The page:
Peggy HallidayPeggy Halliday is a board certified associate behavior analyst who has specialized in autism education for the past ten years. She is the Director of Outreach Services at the Virginia Institute of Autism (VIA) in Charlottesville, VA. VIA is a non-profit organization which provides a day school and other resources for families, educators, and other professionals seeking services, training or information about autism and evidence-based interventions. The Institute operates a year-round school for students ages 2-22, a 700-volume library, training workshops, internships for undergraduate and graduate students and teachers, and customized trainings for schools. Peggy supervises a wide range of outreach services, including development and supervision of comprehensive, home-based early intervention programs incorporating naturalistic, incidental, and structured teaching using the principles of applied behavior analysis; training for parents and home instructors; skills assessments, functional behavior assessments and intervention plans, and consultation on Individual Education Plan goals. She has presented trainings and workshops at state and national conferences.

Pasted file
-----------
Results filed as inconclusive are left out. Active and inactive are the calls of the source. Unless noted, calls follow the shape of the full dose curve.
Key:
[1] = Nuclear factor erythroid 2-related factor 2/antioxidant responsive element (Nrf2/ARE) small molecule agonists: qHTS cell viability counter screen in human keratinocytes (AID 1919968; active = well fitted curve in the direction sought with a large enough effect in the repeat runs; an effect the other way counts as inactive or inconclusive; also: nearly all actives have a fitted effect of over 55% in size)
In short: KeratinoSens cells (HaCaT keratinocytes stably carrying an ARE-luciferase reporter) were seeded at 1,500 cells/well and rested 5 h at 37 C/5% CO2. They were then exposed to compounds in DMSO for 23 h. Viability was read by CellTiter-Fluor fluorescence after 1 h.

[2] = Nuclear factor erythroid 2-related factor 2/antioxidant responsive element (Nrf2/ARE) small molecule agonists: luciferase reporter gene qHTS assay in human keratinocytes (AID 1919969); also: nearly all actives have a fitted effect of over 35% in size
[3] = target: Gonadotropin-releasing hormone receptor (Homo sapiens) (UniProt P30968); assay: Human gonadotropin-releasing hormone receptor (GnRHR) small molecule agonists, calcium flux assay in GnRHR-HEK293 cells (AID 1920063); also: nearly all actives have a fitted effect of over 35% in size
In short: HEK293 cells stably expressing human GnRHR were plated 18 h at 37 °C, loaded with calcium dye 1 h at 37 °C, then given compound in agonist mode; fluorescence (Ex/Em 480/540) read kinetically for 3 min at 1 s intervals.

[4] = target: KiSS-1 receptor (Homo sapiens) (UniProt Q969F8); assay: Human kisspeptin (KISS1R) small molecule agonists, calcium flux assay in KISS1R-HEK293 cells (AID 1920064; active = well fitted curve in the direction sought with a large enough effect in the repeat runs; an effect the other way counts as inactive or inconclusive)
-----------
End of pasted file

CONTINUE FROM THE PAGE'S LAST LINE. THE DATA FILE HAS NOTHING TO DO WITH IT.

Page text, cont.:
Host: When do parents usually begin to worry there might be something wrong?
Peggy Halliday: Parents usually express concern between 12 and 18 months, this varies quite a bit and there are some parents who say that they noticed that something was different in their child almost from birth, but if a child is developing normally in terms of the physical milestone when they are rolling over and sitting up and pulling them themselves up to a stand. There is more subtle differences in terms of their social interactions may go unnoticed. But around 12 to 18 months parents are really starting to look for language to develop in those -- in their children. So, when that language does not develop as expected that often is the first clue to parents if something maybe going on that worrisome.